So. Someone I follow on twitter has been pimping this film like a mad thing and since I was already in London, I figured I might as well go and see it (it is only on at the Empire Leicester Square in the UK atm).
I don’t know whether I liked it or not. There were bits that got a bit slow, I didn’t really sympathise with any of the characters and many of the horrific actions of Charlie, the main character,…didn’t really horrify me at all. It probably says something about my expectations of a sociopathic character, the way my imagination works and the kind of media that I consume on a regular basis (and have done since I was very young). Admittedly, I used to hear about these kind of actions on a regular basis from my Dad, who was a psychiatric nurse on a locked ward for violent, mentally ill people – so as soon as I realised that Charlie was a serious nutjob (not a technical term), then none of his actions were that much of a surprise or a shock.
Charlie is both fascinating and hateful all at once – the kind of creature that’s interesting to watch like a science experiment, but someone you wouldn’t want to know in real life. I didn’t understand why his wife or friends stuck with him, from his normal dinner-table kind of behaviour or exactly how he came into their lives and remained there for so long ( I suppose, I only really get it in the case of his best friend from childhood). Is it a case of being too close to someone to see how awful they are or being able to excuse their behaviour because you’re already close and it reflects badly on your judgement if you admit it? More interesting than Charlie on his own, was the way he was able to egg on his seemingly regular, normal-ish friends to do things they would never do under “normal” circumstances. There’s something in there about abdication of responsibility and the sort of general trend there seems to be in stuff I read about in the news (banks, corporations, various people etc) of not being responsible for something that’s gone wrong.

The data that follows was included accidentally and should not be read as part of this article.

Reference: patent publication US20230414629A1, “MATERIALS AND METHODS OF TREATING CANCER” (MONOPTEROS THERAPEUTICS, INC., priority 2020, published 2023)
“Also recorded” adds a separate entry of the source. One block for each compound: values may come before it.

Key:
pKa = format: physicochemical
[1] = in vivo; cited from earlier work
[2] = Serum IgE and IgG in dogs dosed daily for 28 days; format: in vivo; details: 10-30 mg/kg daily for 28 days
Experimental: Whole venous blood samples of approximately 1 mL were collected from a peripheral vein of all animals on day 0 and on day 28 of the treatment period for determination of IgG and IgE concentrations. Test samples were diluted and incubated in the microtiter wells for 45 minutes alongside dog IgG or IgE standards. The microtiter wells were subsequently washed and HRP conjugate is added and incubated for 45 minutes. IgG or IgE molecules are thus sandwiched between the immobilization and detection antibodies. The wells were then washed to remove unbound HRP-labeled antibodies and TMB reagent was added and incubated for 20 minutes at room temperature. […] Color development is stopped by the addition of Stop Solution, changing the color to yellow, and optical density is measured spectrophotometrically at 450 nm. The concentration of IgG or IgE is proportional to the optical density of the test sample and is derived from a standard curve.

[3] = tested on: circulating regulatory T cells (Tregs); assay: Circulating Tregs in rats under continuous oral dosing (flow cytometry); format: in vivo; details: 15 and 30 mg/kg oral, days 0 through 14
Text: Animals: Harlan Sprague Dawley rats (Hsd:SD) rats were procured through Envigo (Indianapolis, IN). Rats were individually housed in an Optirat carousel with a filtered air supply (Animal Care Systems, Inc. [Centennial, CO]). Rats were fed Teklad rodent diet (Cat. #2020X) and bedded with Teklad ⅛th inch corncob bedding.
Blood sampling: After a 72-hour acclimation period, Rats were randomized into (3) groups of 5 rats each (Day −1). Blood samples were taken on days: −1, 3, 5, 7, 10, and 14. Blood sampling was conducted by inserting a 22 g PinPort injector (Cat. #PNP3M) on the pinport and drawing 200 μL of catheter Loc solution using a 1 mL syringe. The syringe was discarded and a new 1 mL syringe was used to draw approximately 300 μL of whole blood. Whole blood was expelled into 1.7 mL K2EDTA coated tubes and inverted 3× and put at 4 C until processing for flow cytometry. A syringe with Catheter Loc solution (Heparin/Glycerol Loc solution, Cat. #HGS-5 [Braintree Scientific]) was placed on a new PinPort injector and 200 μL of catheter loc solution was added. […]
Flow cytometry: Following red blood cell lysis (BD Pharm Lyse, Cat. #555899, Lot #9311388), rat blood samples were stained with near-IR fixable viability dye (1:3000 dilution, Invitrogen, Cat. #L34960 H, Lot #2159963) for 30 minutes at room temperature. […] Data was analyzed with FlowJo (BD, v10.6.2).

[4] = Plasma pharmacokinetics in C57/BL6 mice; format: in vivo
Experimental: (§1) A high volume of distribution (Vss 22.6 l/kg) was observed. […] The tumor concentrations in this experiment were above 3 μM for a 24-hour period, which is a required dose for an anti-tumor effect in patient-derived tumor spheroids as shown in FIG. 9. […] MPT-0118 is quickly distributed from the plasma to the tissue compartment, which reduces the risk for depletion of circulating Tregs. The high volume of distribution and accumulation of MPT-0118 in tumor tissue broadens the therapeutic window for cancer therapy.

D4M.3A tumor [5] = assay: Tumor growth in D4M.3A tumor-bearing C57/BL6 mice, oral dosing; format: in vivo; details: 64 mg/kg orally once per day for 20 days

However, I’m too fuzzy-brained to really talk about that now.
I’m not too fuzzy-brained, on the other hand, to boggle at the woman sitting to my right in the cinema that was BROWSING FACEBOOK ON HER PHONE during the film. Seriously. We’re in the smallest cinema screen ever – how is that not going to be noticeable?